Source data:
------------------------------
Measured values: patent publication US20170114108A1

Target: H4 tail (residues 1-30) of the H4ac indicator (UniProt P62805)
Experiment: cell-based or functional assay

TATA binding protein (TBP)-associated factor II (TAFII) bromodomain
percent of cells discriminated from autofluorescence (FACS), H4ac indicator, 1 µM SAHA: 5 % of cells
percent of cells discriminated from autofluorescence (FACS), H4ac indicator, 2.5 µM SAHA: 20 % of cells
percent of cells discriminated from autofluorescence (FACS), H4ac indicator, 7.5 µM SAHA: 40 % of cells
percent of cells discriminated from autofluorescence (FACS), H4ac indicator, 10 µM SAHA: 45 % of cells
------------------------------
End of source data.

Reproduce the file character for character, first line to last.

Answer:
Measured values: patent publication US20170114108A1

Target: H4 tail (residues 1-30) of the H4ac indicator (UniProt P62805)
Experiment: cell-based or functional assay

TATA binding protein (TBP)-associated factor II (TAFII) bromodomain
percent of cells discriminated from autofluorescence (FACS), H4ac indicator, 1 µM SAHA: 5 % of cells
percent of cells discriminated from autofluorescence (FACS), H4ac indicator, 2.5 µM SAHA: 20 % of cells
percent of cells discriminated from autofluorescence (FACS), H4ac indicator, 7.5 µM SAHA: 40 % of cells
percent of cells discriminated from autofluorescence (FACS), H4ac indicator, 10 µM SAHA: 45 % of cells